Another Series loss leaves Braves' emotions on empty

October 26, 1992|By New York Times News Service

ATLANTA -- Jeff Blauser has a videotape of the 1991 World Series between the Minnesota Twins and his Atlanta Braves. He never has inserted it into the tape player, and he says he is not sure if he ever will.

As far as the 1992 World Series between the Braves and the Toronto Blue Jays is concerned, Blauser deferred questions about whether he would review it until a later date. Maybe 20 years from now.

Watching either Series would be like the first part of a horrifying double feature for the Atlanta shortstop. Early yesterday morning, the Braves lost the 1992 World Series in six games to Toronto; last year, they fell in seven games to Minnesota. They have lost eight World Series games in the last two years, and seven of the losses -- the last seven, in fact -- were by one run.

The Braves have participated in two classic World Series, bu they have little to show for it. All they have are numerous excruciating losses and a bunch of empty fingers where championship rings might have fit. They have been forced to settle for two National League pennants.

"I'm sure there are people who wonder how can it take a baseball player so long to get over a game," said Blauser, dragging on a cigarette inside an empty clubhouse at Atlanta-Fulton County Stadium after the Braves had lost, 4-3, in the 11th inning. "Believe me, this is something that stays with you for a long time. I don't know when I'll stop thinking about this.

"When it ends, you're kind of in a state of shock," Blauser said. "You don't ever expect it to end that way. The thought of losing never crosses your mind. When they started celebrating, I felt like saying, 'Hey, what are you doing?' "

The Braves have developed talented starters, but have not been able to develop an effective closer, and that helped cost them the Series.

With Jeff Reardon, who had frittered away Game 2 and Game 3, ready to come in, manager Bobby Cox made a statement about his sorry bullpen by sticking with the left-handed Charlie Leibrandt against the right-handed Dave Winfield in the 11th inning. Winfield hit a two-run double to give the Jays a 4-2 lead.

Leibrandt said he had pitched about "10 innings of relief in 10 years," and he had not pitched in this Series until the 10th inning of Game 6. Leibrandt, who allowed a game-winning homer to Minnesota's Kirby Puckett in the 11th inning to decide Game 6 of the World Series last season, had been victimized again.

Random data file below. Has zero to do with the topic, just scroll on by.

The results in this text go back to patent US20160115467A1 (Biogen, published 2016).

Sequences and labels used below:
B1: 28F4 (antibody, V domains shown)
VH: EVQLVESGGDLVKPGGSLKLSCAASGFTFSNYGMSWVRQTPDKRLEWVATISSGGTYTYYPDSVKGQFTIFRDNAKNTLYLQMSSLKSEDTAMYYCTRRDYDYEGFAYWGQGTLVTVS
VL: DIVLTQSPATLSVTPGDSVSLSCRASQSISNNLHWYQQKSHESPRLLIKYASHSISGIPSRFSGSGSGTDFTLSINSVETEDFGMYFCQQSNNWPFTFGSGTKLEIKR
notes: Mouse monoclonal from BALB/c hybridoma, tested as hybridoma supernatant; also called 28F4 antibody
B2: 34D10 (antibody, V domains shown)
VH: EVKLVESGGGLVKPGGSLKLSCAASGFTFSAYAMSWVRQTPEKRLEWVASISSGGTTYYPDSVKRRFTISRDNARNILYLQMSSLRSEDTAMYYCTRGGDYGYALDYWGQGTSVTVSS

Unlike last year, when Leibrandt avoided reporters, he was cordial after this setback. There was a reason for the change.

"I got a lot of letters last winter telling me the same thing," Leibrandt said. "I didn't realize I was wearing my emotions on my sleeve. I vowed that I would never do that again. I was devastated last year. Now, I'm down, but I'll get over it."

But will the Braves? They won a major-league-best 98 games in the 1992 season, but they hit just .220 in the Series.

"You look back, and you can tell your grandkids that you played in two of the best World Series ever," said Atlanta first baseman Sid Bream. "But when you are on the bottom part both times, it's hard to tell the grandkids that you were the ones who never won."

One player who will have trouble telling the grandchildren any stories about October is Terry Pendleton.

He has played in four World Series and lost every one, twice with the Braves and twice with the St. Louis Cardinals. Pendleton said he gained no satisfaction from playing in two memorable World Series in a row. All he cared about was finally winning one.

"I feel like if I keep coming, I'll fall in the right place at the right time," Pendleton said.

"The hurt is the same each time. You have the chance to win it and you don't. I say the heck with being a bridesmaid; I want to be a bride."

World Series records

Individual records set in the 1992 World Series:

* Most consecutive hitless at-bats, one postseason: 23, Kelly Gruber, Toronto, 1992; old record 22, Dave Winfield, 1981, and Dal Maxvill, 1967.

* Consecutive games batted safely, postseason career, catcher: Pat Borders, Toronto; old record 11, Thurman Munson, N.Y. (AL), 1976-78; and Yogi Berra, N.Y. (AL), 1953-55.

* Most stolen bases, 6-game series: 5, Otis Nixon, Atlanta, and Deion Sanders, Atlanta; old record 4, Davey Lopes, Los Angeles, 1981.

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